rate policy and of any notion of inflation targeting;
 Financial stability should entail two types of toolkits,
both under the banner of the policy makers avoiding
rules and employing judgement and thus discretion;
Economic Policies
 The macroprudential toolkit should account
for the failures of the system: low levels of
liquid assets; inadequate levels of capital with
which to absorb losses; too big a financial
sector; too leveraged with high risks to the
taxpayer and the economy;
 Thus, macroprudential financial instruments
should be able to control the size, leverage,
fragility and risk of the financial system;
 Microprudential instruments relate to the
structure and regulation of individual banks;
Economic Policies
 Two relevant proposals have been put forward: the
US President’s proposal, initially known as the
Volcker Rule, which eventually became the DoddFrank Act of 2010; and the Basel III proposal. We
begin with the first;
 The rule contains a number of important constituent
elements; the ones relevant to this contribution are as
below;
 Eliminate proprietary investments (namely to prohibit
banks that take insured deposits from running their
own trading operations) and also ownership of hedge
funds by banks; in the final Act this was modified to
the banks being allowed to hold proprietary
investments of 3 percent of their core capital;
Economic Policies
 Size matters: no financial firm should be allowed to
become ‘too big to fail’;
 End of taxpayer bailouts: the legislation grants
government the power to wind down failing
institutions, not just banks, if they threaten the
financial system; a new ‘orderly liquidation’ authority
is equipped with the power to seize a failing
‘systemically important’ institution;
 Credit rating agencies: this is another important
aspect of the Dodd-Frank Act, which is the
introduction of a new Office of Credit Ratings to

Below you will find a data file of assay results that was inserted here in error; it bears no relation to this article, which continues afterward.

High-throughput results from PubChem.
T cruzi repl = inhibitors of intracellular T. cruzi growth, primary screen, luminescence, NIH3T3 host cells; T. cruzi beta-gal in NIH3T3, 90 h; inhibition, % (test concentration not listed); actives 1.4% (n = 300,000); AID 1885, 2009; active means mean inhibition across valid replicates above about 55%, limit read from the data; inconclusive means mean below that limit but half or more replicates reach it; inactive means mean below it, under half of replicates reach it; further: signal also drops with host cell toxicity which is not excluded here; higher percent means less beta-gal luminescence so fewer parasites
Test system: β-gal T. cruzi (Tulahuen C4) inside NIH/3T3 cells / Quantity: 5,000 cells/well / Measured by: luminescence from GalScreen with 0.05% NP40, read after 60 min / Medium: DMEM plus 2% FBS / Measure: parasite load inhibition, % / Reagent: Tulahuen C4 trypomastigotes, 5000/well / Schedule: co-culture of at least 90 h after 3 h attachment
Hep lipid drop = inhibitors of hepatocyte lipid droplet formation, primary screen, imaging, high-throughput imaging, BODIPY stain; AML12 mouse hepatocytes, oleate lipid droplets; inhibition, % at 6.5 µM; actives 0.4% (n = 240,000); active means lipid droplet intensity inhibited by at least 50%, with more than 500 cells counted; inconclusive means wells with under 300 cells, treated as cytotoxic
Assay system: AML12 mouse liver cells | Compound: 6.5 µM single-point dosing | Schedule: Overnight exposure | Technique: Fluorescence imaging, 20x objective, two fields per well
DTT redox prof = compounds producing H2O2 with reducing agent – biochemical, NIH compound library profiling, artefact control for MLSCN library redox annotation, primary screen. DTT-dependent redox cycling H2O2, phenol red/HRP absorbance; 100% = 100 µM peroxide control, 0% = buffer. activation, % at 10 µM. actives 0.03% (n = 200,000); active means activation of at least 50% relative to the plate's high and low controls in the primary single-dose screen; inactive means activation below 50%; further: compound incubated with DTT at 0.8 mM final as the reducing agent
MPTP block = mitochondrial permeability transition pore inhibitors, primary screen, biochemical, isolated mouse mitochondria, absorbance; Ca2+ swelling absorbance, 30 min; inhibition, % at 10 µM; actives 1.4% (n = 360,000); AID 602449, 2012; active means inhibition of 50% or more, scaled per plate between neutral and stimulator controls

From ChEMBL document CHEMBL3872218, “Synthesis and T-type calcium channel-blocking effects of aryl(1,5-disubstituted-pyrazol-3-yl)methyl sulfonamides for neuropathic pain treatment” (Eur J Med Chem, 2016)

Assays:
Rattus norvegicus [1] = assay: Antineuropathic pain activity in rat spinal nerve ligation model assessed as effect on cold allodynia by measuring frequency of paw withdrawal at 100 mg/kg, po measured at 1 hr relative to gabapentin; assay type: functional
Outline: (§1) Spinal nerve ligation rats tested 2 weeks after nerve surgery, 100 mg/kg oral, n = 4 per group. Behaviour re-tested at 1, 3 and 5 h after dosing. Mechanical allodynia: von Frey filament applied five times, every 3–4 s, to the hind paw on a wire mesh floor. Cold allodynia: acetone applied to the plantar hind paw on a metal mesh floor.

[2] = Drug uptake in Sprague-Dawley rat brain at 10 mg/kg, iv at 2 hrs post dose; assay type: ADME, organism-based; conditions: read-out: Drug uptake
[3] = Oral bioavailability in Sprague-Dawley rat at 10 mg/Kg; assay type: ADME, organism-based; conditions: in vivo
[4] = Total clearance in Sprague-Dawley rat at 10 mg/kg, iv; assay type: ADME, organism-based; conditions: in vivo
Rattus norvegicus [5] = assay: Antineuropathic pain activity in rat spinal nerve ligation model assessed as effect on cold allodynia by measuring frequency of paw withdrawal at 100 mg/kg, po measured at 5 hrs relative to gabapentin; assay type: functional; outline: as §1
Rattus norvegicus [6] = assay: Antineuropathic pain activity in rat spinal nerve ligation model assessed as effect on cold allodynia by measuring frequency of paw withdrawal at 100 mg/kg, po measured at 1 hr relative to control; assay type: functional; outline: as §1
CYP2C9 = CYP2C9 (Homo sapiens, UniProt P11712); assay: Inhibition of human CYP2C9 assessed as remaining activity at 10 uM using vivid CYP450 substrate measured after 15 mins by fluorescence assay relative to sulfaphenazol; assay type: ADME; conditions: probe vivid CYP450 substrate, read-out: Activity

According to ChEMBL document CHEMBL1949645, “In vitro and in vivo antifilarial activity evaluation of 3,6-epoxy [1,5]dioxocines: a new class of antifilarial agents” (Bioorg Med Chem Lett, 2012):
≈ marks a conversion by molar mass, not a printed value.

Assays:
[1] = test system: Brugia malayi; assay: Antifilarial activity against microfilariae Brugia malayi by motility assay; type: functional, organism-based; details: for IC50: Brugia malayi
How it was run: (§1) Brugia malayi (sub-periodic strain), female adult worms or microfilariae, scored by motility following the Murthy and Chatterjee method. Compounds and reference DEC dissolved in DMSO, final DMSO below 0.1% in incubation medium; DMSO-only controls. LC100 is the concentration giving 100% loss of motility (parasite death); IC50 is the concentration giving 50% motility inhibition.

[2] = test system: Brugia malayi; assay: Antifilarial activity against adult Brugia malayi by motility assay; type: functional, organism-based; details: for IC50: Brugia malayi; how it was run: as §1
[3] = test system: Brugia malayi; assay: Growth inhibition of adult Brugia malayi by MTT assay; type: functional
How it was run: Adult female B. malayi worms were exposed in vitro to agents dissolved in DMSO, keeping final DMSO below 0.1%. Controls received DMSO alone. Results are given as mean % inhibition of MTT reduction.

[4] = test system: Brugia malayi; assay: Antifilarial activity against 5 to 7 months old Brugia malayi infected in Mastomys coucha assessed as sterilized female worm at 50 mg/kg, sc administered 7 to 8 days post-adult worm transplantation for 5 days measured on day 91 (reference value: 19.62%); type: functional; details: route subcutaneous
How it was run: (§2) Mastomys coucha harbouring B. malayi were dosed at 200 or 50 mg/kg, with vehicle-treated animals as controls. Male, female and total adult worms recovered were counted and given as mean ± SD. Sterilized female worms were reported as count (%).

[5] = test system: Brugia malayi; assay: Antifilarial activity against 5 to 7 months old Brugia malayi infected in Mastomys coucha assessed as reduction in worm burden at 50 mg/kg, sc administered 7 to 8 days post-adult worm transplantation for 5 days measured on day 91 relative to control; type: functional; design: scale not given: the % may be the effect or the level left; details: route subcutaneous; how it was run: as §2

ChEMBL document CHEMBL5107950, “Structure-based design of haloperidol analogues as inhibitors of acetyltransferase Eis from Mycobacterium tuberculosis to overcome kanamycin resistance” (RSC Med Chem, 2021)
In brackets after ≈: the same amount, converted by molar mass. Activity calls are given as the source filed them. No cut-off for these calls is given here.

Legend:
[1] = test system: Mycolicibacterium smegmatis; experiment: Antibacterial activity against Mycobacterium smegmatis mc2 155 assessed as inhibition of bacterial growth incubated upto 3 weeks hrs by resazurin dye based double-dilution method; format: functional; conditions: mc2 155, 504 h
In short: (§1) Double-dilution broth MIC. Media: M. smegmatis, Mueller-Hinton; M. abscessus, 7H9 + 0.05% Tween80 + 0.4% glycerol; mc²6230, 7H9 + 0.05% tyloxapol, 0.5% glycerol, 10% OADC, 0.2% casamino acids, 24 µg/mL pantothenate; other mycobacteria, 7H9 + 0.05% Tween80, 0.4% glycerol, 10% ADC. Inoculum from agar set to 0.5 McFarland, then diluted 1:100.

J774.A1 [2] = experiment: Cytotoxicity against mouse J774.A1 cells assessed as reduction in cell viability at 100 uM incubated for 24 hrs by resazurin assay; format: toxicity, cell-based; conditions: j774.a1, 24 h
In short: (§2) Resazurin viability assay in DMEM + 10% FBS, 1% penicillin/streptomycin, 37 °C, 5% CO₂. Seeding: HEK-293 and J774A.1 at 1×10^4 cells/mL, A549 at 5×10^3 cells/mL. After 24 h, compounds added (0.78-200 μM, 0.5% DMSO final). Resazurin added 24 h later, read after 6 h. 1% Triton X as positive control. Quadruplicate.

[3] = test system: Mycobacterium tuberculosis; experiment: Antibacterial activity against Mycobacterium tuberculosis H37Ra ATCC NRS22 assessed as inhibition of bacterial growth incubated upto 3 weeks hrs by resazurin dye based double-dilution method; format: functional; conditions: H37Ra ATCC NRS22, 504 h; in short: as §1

supervise credit rating agencies;
 ‘Shadow banking’ and non-bank financial services
companies are also to be regulated;
Economic Policies
 The ‘Basel III package’ is concerned with bank capital
and liquidity standards.
 It requires banks to hold equity requirements to 7
percent of the risk-weighted assets (RWA); liquidity
standards include a liquidity coverage ratio, which is
a ratio of high quality liquid assets to net cash
outflows over a 30-day horizon;
 The new ruling will be phased in from January 2013
with full implementation planned to be achieved only
by January 2019. This is actually a victory for the
banks, especially the small banks in Germany, in
view of their undercapitalization;
Economic Policies
 A problem is that unlike the US Dodd-Frank Act,
which provided relevant regulations in the case of
banks migrating to the ‘shadow banking’ sector and
to the lightly supervised non-bank financial services
companies, Basle III does not contain such provision;
 A further problem concerns the definition of the
capital ratio, which is defined in relation to riskweighted assets, not total assets;
 An implication of this is that toxic leverage is highly
probable: when the RWA is a small proportion of total
assets, the exposure of the banking sector to risk
would be very high indeed;
Economic Policies
 Clearly, then, Basel III has not managed very
well in correcting the mechanism through
which the main cause of the ‘great recession’
emerged; it should not, then, be surprising if
another similar crisis were to take place;
 All in all, neither the Dodd-Frank Act, which
initially intended to separate banks, nor the
Basel III proposals, have managed to sort out
financial stability;
 It remains unresolved and elusive; and yet it
is of vital importance.
Presentation
1. Introduction
2. Theoretical Background
3. Economic Policies
4. Summary and Conclusions
Summary and Conclusions
 The alternative perspective advanced here
can be summarised as:
 Use coordinated fiscal and monetary policy in
the short term and in the long term to address
demand issues;
 Employ regional and industrial policies to
create the required capacity;
 Develop incomes policy to maintain low
inflation if necessary;
Summary and Conclusions
 Central
bank intervention in the foreign
exchange market is necessary to control the
exchange rate;
 Central bank role should be financial stability.
 All policies discussed should include ‘green’
elements.
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Presentation - The Cambridge Trust for New Thinking in Economics